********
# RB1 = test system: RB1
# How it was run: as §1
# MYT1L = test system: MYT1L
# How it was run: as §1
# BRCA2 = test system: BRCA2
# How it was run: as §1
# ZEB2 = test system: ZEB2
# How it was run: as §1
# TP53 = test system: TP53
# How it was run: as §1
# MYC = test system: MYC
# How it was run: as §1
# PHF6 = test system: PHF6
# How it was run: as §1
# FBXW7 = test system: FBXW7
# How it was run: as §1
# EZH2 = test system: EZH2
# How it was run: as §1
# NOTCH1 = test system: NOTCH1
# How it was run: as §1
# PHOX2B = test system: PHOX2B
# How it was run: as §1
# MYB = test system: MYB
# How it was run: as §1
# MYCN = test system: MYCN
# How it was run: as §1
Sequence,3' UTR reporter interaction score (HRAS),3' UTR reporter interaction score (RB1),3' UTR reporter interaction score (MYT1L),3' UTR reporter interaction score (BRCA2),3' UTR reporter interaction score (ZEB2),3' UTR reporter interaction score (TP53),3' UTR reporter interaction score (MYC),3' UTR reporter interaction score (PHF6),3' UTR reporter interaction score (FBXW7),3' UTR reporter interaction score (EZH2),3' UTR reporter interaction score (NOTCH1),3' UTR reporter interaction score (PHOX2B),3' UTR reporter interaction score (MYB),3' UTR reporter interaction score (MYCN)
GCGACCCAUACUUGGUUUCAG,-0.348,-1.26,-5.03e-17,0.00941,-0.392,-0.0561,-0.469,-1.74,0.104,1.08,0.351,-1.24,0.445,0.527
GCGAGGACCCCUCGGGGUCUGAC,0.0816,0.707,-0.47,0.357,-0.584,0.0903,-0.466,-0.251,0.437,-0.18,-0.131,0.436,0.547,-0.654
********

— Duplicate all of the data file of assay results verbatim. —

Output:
# RB1 = test system: RB1
# How it was run: as §1
# MYT1L = test system: MYT1L
# How it was run: as §1
# BRCA2 = test system: BRCA2
# How it was run: as §1
# ZEB2 = test system: ZEB2
# How it was run: as §1
# TP53 = test system: TP53
# How it was run: as §1
# MYC = test system: MYC
# How it was run: as §1
# PHF6 = test system: PHF6
# How it was run: as §1
# FBXW7 = test system: FBXW7
# How it was run: as §1
# EZH2 = test system: EZH2
# How it was run: as §1
# NOTCH1 = test system: NOTCH1
# How it was run: as §1
# PHOX2B = test system: PHOX2B
# How it was run: as §1
# MYB = test system: MYB
# How it was run: as §1
# MYCN = test system: MYCN
# How it was run: as §1
Sequence,3' UTR reporter interaction score (HRAS),3' UTR reporter interaction score (RB1),3' UTR reporter interaction score (MYT1L),3' UTR reporter interaction score (BRCA2),3' UTR reporter interaction score (ZEB2),3' UTR reporter interaction score (TP53),3' UTR reporter interaction score (MYC),3' UTR reporter interaction score (PHF6),3' UTR reporter interaction score (FBXW7),3' UTR reporter interaction score (EZH2),3' UTR reporter interaction score (NOTCH1),3' UTR reporter interaction score (PHOX2B),3' UTR reporter interaction score (MYB),3' UTR reporter interaction score (MYCN)
GCGACCCAUACUUGGUUUCAG,-0.348,-1.26,-5.03e-17,0.00941,-0.392,-0.0561,-0.469,-1.74,0.104,1.08,0.351,-1.24,0.445,0.527
GCGAGGACCCCUCGGGGUCUGAC,0.0816,0.707,-0.47,0.357,-0.584,0.0903,-0.466,-0.251,0.437,-0.18,-0.131,0.436,0.547,-0.654